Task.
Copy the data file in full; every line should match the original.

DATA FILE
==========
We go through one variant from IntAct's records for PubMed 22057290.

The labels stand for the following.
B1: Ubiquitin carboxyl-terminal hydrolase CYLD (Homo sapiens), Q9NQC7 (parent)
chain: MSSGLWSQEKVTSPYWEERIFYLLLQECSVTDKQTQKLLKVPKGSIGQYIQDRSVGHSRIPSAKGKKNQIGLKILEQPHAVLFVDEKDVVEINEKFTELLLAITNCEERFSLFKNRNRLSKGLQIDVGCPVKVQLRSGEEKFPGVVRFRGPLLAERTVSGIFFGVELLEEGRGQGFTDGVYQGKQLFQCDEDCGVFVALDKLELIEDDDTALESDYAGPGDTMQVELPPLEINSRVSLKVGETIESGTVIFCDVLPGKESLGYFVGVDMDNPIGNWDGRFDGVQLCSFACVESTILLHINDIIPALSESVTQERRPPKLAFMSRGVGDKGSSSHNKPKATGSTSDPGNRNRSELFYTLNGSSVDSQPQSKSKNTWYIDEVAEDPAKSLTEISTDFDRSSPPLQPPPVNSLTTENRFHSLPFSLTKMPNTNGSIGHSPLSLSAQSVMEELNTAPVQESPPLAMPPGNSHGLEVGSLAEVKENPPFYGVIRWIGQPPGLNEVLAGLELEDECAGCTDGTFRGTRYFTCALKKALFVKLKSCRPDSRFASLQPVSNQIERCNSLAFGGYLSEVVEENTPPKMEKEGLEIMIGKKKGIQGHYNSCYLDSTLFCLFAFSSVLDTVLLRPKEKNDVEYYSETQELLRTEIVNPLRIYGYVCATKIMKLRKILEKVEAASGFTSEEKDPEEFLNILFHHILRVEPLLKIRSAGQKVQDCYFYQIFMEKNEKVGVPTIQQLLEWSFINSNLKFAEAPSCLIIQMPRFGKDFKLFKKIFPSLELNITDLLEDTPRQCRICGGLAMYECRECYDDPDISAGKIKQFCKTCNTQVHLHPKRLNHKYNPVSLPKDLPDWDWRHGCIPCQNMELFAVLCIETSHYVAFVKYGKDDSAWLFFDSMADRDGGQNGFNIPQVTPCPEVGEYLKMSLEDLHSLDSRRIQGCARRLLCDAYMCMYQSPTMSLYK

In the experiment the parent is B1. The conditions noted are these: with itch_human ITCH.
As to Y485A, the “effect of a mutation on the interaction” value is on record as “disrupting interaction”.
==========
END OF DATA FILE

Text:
We go through one variant from IntAct's records for PubMed 22057290.

The labels stand for the following.
B1: Ubiquitin carboxyl-terminal hydrolase CYLD (Homo sapiens), Q9NQC7 (parent)
chain: MSSGLWSQEKVTSPYWEERIFYLLLQECSVTDKQTQKLLKVPKGSIGQYIQDRSVGHSRIPSAKGKKNQIGLKILEQPHAVLFVDEKDVVEINEKFTELLLAITNCEERFSLFKNRNRLSKGLQIDVGCPVKVQLRSGEEKFPGVVRFRGPLLAERTVSGIFFGVELLEEGRGQGFTDGVYQGKQLFQCDEDCGVFVALDKLELIEDDDTALESDYAGPGDTMQVELPPLEINSRVSLKVGETIESGTVIFCDVLPGKESLGYFVGVDMDNPIGNWDGRFDGVQLCSFACVESTILLHINDIIPALSESVTQERRPPKLAFMSRGVGDKGSSSHNKPKATGSTSDPGNRNRSELFYTLNGSSVDSQPQSKSKNTWYIDEVAEDPAKSLTEISTDFDRSSPPLQPPPVNSLTTENRFHSLPFSLTKMPNTNGSIGHSPLSLSAQSVMEELNTAPVQESPPLAMPPGNSHGLEVGSLAEVKENPPFYGVIRWIGQPPGLNEVLAGLELEDECAGCTDGTFRGTRYFTCALKKALFVKLKSCRPDSRFASLQPVSNQIERCNSLAFGGYLSEVVEENTPPKMEKEGLEIMIGKKKGIQGHYNSCYLDSTLFCLFAFSSVLDTVLLRPKEKNDVEYYSETQELLRTEIVNPLRIYGYVCATKIMKLRKILEKVEAASGFTSEEKDPEEFLNILFHHILRVEPLLKIRSAGQKVQDCYFYQIFMEKNEKVGVPTIQQLLEWSFINSNLKFAEAPSCLIIQMPRFGKDFKLFKKIFPSLELNITDLLEDTPRQCRICGGLAMYECRECYDDPDISAGKIKQFCKTCNTQVHLHPKRLNHKYNPVSLPKDLPDWDWRHGCIPCQNMELFAVLCIETSHYVAFVKYGKDDSAWLFFDSMADRDGGQNGFNIPQVTPCPEVGEYLKMSLEDLHSLDSRRIQGCARRLLCDAYMCMYQSPTMSLYK

In the experiment the parent is B1. The conditions noted are these: with itch_human ITCH.
As to Y485A, the “effect of a mutation on the interaction” value is on record as “disrupting interaction”.